Semolina gnocchi with asparagus, prosciutto and fontina

My godmother, aunt Paola, traces the early showings to my passion for all things food to a day in the mid 70's when I was barely the age my little boy is now, 9. She was hosting me in her striking apartment in the center of Pisa and thought that preparing a dish of gnocchi alla romana, the semolina dumplings every Italian kid counts among their  favorites, would best express the godmotherly love she felt, and still does, for me.

When she didn't get the expected wows, she asked. It seems my answer was a diplomatically vague remark on her skills as a cook. She pressed, until I admitted that while they pleased my eye much, they failed to engage my palate.

We laugh about it today, that I have acquired the wisdom to understand how poetic this humble dish can be.

Below is a version I enriched with staple and seasonal pantry ingredients and have taught to much appreciation of my students.

I will be teaching it again on Tuesday, June 11 during my Gnocchi Primer at 18 Reasons in the Mission. Join me, it'll be fun.

Gnocchi alla romana con asparagi, prosciutto e Asiago Semolina gnocchi with asparagus, prosciutto and Asiago

for 8 people:Gnocchi di semolino 1 small shallot salt 1/2 bunch asparagus 3 tablespoons olive oil 4 slices minced prosciutto splash white wine 1 quart whole milk salt 1/2 pound semolina 2 egg yolks 4 tablespoons butter 1/3 cup grated parmigiano grated nutmeg and pepper to taste 1/4 cup shredded asiago

 

Mince the shallot with a generous pinch of salt. Snap off the whitish bottom part of the asparagus and peel away any conspicuously fibrous skin. Slice the asparagus in thin wheels, leaving the very tips whole.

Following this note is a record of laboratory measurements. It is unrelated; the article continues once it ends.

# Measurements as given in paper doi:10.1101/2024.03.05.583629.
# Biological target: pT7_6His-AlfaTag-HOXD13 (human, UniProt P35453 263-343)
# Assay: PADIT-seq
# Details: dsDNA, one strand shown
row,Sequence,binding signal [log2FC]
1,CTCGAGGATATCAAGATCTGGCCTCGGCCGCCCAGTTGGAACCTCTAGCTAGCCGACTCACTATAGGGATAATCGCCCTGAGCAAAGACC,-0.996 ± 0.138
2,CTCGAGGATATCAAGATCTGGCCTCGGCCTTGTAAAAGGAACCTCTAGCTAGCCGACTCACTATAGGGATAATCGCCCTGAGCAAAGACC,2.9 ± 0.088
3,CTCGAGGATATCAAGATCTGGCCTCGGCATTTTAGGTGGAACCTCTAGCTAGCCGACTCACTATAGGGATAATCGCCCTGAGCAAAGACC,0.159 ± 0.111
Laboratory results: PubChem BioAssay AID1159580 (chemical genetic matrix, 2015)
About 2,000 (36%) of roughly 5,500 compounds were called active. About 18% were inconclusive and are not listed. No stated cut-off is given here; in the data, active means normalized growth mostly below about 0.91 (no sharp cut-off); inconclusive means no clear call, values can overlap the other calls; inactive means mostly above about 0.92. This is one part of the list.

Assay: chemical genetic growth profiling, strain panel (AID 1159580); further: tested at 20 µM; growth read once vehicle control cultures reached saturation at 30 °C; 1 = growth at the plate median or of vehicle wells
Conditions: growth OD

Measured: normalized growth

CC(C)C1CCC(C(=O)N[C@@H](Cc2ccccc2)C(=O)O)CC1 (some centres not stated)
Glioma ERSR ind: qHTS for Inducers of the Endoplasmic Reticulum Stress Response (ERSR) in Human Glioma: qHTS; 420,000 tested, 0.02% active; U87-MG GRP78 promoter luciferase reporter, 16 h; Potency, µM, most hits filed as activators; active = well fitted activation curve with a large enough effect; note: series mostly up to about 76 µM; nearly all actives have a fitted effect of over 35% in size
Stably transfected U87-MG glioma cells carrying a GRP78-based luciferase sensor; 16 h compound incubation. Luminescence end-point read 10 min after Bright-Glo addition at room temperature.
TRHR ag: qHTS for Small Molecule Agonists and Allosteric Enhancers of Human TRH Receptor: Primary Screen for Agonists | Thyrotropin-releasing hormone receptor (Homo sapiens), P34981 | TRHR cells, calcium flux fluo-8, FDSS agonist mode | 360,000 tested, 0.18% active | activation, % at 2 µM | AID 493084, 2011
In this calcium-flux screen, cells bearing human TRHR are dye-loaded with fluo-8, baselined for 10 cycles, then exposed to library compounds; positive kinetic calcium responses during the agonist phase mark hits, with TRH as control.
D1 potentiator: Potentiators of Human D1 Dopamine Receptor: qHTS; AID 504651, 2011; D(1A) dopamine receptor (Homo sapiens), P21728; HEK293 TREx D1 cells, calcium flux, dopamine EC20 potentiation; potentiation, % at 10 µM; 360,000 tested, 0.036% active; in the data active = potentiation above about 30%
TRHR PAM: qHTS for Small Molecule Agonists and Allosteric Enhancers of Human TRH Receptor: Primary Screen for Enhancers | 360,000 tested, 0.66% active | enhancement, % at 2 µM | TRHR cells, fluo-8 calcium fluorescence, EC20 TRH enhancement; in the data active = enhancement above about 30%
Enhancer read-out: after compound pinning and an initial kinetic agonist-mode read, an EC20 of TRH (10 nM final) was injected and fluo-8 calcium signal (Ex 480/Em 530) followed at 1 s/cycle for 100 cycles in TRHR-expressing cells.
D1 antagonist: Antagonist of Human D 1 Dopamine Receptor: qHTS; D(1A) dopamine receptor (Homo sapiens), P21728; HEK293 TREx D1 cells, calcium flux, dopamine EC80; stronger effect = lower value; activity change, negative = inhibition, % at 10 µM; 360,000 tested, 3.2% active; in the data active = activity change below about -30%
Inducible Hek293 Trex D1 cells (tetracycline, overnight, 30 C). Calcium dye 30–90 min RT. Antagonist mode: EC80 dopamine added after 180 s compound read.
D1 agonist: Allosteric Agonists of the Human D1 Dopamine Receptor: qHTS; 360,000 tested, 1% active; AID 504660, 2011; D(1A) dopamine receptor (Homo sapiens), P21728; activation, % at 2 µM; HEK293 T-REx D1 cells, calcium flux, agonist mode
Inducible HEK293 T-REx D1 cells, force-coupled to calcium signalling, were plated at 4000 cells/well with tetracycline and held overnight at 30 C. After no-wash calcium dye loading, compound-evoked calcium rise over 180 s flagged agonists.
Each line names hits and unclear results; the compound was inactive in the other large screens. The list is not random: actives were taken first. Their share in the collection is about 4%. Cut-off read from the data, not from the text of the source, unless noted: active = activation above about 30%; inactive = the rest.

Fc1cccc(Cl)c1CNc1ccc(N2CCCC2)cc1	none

Soften the onion into the olive oil and add the asparagus. Cook for about 5 minutes, stirring often. Add in the prosciutto and caramelize for 1 to 2 minutes. Deglaze with a splash of white wine.

Cover and continue cooking until the asparagus is tender, about 10 to 12 minutes, adding liquid along the way if necessary. Adjust salt and pepper. Set aside to cool.

Bring the milk to a boil with a generous pinch of salt. Slowly drizzle in the semolina whisking continuously. The mixture will quickly become dense.

Cook for another 10 minutes, mixing constantly and detaching from the sides and bottom. Remove from the heat and work in the yolks.

Season with 3 tablespoons of the butter, parmigiano, pepper and nutmeg. Taste for salt and adjust as needed.

Evenly work the asparagus and prosciutto mixture into the semolina dough. Pour the dough onto a lightly dampened surface and spread to an even layer 1/2” high. Let cool.

In the meantime, butter the bottom of a baking dish with the remaining tablespoon of butter.

With a small cookie cutter of your preferred shape, cut small pieces from the semolina dough. To avoid the cookie cutter getting to sticky, dip it into water after each 5 to 6 uses.

Arrange the gnocchi into the baking dish in increasingly shrinking layers, so that, when all used, they will form a sort of pyramid.

Cover with a generous dusting of the shredded asiago and place in a 375˚F oven for about 15 minutes, until heated thoroughly and somewhat golden.

Serve immediately.